This park has become a very popular park to visit. The beautiful vista and rock formations a simply spectacular. This park is part of the Niagara Escarpment Parks System and the Niagara Escarpment Biosphere Reserve. The Bruce Trail passes through here. There are no visitor facilities. The purpose of this 526-hectare nature reserve is to protect the rock formation and the plants unique to the area. The area is best suited for hiking and nature appreciation. Visitors are asked to remember that the natural features are vulnerable and easily damaged.
Please take note that this is NOT a serviced park. There are no facilities. It is rugged and can be dangerous. The trails are uneven, there are many crevasses (cracks) where people and pets can fall into. It is a must to wear proper footwear in this park. This area, like other areas of the peninsula does have rattle snakes. Make sure to wear hiking boots, bring a light jacket and water. If you are bringing a child - make sure they are old enough to hike for a few hours if you intend on reaching some of the popular vistas. Baby strollers or other wheeled vehicles are not recommended. Also know that there are NO garbage cans on the trails. Be prepared to take your garbage out with you. Please do not leave any garbage in the park. This includes diapers, cups, paper plates. TAKE EVERYTHING OUT WITH YOU. This is nature at it's finest and at its most rugged. It is your's to discover, but please take care of our park. Do Not Litter. Please do not ever have a fire and or BBQ in this park unless for emergency reasons. Fires are not legal, and if you have a fire or a BBQ you can face a fine from the Fire Department. Parking is also very limited in this area. ONLY park in designated areas. You will get ticketed if you do not park in a designated area. Do not park in the hospital parking lots. Do not park at the local school, or the local stores.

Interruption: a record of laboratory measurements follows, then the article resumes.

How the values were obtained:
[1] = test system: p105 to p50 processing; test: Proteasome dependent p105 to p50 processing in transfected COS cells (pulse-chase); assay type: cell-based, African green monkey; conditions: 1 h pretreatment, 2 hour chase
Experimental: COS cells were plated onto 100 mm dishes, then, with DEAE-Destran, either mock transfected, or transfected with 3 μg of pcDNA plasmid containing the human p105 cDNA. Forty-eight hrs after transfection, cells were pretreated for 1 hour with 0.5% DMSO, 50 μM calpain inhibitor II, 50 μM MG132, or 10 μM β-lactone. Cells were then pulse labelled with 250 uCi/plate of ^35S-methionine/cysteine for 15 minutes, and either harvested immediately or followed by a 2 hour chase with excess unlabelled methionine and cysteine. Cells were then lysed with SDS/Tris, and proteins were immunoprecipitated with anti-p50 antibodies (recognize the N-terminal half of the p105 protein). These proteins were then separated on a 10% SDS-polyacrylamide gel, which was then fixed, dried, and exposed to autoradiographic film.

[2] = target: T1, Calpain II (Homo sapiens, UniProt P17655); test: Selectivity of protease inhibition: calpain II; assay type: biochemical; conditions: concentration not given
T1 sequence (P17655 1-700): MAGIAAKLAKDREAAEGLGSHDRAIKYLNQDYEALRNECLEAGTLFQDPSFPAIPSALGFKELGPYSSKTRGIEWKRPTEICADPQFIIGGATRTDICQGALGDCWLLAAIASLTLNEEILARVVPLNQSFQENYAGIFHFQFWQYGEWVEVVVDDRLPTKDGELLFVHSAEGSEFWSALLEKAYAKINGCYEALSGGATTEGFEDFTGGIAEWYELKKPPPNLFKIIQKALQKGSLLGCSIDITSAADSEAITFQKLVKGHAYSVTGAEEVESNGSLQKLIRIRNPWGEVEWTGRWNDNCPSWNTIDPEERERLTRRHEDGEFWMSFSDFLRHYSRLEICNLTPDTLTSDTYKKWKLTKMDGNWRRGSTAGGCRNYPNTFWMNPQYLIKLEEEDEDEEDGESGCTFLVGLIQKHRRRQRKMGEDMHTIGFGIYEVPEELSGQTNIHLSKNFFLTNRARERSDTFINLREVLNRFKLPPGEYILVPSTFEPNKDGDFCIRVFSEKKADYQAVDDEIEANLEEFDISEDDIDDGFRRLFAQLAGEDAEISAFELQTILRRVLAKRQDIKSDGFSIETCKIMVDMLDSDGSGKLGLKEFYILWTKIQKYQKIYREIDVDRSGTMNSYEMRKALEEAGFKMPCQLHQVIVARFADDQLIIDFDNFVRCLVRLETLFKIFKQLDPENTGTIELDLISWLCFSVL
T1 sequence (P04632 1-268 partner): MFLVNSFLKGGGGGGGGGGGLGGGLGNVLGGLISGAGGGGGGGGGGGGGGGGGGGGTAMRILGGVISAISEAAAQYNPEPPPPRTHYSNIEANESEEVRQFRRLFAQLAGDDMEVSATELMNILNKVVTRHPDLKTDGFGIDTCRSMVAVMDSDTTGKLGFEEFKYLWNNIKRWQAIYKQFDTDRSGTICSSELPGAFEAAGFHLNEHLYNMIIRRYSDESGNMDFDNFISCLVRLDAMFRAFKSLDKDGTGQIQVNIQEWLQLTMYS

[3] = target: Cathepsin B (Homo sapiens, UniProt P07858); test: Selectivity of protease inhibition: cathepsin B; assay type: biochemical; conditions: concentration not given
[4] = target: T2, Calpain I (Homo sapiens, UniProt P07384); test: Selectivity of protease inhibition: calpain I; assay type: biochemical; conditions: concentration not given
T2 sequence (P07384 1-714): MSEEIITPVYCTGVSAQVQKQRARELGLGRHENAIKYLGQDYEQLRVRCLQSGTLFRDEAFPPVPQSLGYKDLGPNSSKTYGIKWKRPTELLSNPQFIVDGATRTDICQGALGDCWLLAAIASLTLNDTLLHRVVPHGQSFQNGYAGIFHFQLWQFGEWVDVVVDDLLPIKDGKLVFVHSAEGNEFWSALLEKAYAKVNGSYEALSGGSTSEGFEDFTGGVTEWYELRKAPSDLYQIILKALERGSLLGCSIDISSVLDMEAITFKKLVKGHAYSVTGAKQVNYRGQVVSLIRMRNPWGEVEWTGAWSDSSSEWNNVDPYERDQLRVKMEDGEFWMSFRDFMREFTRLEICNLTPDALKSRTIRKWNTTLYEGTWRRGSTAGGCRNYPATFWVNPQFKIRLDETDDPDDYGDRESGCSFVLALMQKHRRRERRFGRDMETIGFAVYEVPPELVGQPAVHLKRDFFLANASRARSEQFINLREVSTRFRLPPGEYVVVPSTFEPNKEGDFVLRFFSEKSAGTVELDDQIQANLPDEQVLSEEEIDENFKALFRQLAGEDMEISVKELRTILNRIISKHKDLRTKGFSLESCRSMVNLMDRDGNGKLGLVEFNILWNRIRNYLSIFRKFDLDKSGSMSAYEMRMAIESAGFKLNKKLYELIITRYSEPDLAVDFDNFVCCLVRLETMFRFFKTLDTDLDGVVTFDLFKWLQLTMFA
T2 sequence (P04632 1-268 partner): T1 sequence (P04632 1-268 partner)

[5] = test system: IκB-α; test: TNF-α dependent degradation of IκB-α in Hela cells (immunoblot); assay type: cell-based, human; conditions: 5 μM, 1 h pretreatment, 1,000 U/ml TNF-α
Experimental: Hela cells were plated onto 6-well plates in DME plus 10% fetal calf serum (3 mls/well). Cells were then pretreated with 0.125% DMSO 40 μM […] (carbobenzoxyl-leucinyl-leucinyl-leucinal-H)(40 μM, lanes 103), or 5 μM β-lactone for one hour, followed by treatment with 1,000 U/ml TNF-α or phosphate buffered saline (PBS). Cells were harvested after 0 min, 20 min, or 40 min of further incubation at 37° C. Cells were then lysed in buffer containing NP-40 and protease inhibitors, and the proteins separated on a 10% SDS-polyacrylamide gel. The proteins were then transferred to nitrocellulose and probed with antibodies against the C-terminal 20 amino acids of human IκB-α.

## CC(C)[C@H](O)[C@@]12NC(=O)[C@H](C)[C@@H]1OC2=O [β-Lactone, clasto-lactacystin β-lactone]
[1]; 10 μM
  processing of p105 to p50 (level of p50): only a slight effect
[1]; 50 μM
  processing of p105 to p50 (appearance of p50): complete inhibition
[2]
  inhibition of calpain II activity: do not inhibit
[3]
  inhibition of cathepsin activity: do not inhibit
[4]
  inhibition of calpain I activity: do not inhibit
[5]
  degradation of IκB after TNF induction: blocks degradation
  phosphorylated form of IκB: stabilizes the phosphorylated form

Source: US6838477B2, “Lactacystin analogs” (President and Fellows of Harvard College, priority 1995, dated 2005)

This area of the Niagara Escarpment is well-known for its rock formation that from a distance resembles the profile of a lion. Some 400 million years old, these Cabot Head, Amabel, and Guelph formations of bedrock are exposed in the cliff face. Glacial outwash and eroded potholes lie on top of the escarpment, while mounds of rock debris overgrown with vegetation, lie along the bottom. The cliffs of the Niagara Escarpment, including those at Lion’s Head, support one of the most ancient and least disturbed forest ecosystems in North America. Of particular interest are the ancient white cedars found along the cliff’s edge. The park is also known for the presence of both nationally and provincially rare plant species.
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